Do the things we choose to remember make us who we are or rather the things we choose to forget? In truth, it’s probably a bit of both for most people. For some, a majority of positive experiences govern their lives and memories or vice versa. Whatever the case may be, it seems like an unlikely question for average people to ask themselves. However, this question will undoubtedly float across the mind like a red balloon after viewing It Chapter 2. The film poses this very question from the beginning and continues to inquire throughout until the ending credits roll, setting a persistent theme.

“The Losers’ Club” is back and in current day having aged 27-years. Each member is now in their late 30s and in personal circumstances that closely resemble the details of the book. Bill Denbrough is now a successful author (which no doubt mirrors Stephen King). Beverly Marsh, a businesswoman dealing with an abusive relationship. Ben Hanscom is an architect. Mike Hanlon is a recluse librarian, and the only one who remained in Derry. Eddie Kaspbrak is married to a woman who’s just as neurotic and paranoid as his mother. Riche Tozier has turned his foul sense of humor into a comedy career. And Stan Uris is a partner in an accounting firm. Each member has largely forgotten the past, however the trauma each endured can be seen at times seeping through a mask of well adjustment.

One character that hasn’t changed a bit is Pennywise. He, by far, is older than anyone else on screen and yet he remains perdurable, undiminished by time. This everlasting clown’s actions beckon his now-adult foes back home. Once there, “The Losers” try to recall memories in an effort to halt Pennywise but end up being treated to their very own personalized horrors as a result.

The special effects are a marvel to behold and in the form up jump-scares that launch toward the screen and bewildering to the eyes due to Pennywise’s unlimited ability to instantaneously shape-shift into whoever or whatever he pleases. Even non-horror fans must witness the effect reel less they deprive themselves of some real screen magic. The special effects are so otherworldly that in fact, the viewer may begin to wonder if the point of the film is to show off instead of tell a story.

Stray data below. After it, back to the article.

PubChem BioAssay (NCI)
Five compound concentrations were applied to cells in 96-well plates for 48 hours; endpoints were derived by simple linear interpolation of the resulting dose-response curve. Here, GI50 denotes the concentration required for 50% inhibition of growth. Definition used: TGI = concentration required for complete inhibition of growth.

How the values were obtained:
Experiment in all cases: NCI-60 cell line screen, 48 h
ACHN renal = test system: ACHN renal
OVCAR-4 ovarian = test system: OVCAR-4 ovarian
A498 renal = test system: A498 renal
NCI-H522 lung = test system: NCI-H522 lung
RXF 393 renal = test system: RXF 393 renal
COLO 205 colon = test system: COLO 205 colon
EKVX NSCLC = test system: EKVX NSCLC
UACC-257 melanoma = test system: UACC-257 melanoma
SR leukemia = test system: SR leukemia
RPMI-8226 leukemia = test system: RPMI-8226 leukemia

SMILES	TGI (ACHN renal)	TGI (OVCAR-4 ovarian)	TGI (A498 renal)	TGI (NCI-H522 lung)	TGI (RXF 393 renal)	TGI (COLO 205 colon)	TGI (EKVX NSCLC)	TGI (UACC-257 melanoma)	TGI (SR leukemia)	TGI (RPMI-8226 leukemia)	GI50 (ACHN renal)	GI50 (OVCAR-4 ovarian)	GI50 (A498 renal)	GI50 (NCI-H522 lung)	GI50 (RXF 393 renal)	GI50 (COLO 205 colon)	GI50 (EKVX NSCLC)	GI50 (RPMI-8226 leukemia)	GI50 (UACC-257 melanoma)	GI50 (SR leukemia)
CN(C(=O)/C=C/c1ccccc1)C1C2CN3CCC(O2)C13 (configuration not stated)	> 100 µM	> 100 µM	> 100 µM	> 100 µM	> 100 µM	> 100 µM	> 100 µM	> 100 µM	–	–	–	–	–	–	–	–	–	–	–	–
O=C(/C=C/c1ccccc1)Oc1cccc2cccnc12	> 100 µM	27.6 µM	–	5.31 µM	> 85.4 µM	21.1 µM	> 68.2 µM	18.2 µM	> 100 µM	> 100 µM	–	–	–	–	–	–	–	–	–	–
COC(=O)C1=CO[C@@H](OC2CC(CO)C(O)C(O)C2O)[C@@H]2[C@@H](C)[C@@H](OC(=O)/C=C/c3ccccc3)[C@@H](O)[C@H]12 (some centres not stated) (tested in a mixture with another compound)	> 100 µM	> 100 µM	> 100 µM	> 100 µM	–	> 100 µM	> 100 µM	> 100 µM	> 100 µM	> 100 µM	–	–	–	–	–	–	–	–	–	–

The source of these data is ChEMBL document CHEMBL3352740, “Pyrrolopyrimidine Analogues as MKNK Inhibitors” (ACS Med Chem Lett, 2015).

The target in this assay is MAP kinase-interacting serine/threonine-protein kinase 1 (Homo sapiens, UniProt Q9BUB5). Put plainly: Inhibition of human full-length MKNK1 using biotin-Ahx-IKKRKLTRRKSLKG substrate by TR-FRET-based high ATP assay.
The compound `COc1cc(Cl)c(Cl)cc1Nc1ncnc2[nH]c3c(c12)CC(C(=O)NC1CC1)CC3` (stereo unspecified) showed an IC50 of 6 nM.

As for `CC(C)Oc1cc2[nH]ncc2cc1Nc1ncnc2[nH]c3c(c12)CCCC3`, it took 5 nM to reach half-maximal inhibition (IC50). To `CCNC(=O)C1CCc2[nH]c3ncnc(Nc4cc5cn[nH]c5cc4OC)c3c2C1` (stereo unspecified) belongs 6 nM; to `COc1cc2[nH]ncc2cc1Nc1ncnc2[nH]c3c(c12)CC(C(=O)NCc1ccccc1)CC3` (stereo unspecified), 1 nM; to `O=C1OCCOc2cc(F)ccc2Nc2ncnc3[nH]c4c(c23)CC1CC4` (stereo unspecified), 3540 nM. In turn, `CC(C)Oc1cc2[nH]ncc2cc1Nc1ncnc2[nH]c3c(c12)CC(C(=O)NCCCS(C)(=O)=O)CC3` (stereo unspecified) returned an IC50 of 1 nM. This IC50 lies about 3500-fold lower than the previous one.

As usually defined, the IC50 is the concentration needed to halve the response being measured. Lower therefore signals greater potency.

It Chapter Two is a scary ride. Be prepared to witness Pennywise’s untamed cruelty limited not only to adults but children as well. To top it all off, there’s a sense of uncertainty about how things will end.

Is this movie haunting? Will it keep moviegoers up all night and in need of therapy? The answer is no. Much like the first film, it contains a good dose of jump scares and a more-than-healthy dose of humor. However, there’s not really anything bothersome that could be taken from seeing this that will carry over into personal life.

What can be taken from seeing “It” is an overall positive message: We should learn to face the memories we’ve chosen to forget as they often define the person we are in the present.

Tyler Spivey

Editor’s note: We were treated to IT Chapter 2 in the 4DX experience in Toronto.  It’s a movie sensory overload of movement, sight, sound, and scent in sync with the actions happening on the screen.  Balloons pop, and a rush of air blows through your hair.  A character gets punched, and your seat jolts from the impact. Wind, mist and even a wet splash from a broken champagne bottle are felt.  It’s not for everyone; the littered floor of spilled popcorn and drinks is evidence of just how much seat movement actually takes place, but for a movie like IT Chapter 2, it added a perfect dose of extra flair for a summer creeper film.

Look for the 4DX experience in major city theatres near you.